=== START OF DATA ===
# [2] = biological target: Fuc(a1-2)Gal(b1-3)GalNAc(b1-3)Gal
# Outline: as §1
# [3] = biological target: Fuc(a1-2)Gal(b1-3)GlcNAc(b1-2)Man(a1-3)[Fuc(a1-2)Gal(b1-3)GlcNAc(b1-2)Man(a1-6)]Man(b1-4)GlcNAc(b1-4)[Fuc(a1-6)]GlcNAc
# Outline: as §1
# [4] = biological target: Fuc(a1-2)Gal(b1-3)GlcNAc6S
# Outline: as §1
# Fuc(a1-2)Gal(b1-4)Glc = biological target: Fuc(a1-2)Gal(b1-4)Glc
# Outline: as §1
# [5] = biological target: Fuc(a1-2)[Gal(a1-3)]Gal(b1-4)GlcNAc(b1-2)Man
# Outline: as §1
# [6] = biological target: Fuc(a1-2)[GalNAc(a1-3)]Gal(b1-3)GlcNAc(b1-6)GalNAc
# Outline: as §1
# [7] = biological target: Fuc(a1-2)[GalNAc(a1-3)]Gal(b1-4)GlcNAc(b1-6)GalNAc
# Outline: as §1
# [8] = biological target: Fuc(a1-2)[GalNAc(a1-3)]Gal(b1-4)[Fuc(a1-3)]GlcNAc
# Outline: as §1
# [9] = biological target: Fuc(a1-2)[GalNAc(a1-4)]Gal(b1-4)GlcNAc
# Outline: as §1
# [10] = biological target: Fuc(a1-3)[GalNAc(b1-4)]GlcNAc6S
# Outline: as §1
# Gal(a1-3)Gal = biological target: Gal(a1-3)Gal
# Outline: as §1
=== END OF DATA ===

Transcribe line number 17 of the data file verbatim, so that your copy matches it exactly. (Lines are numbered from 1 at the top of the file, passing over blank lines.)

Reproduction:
# [9] = biological target: Fuc(a1-2)[GalNAc(a1-4)]Gal(b1-4)GlcNAc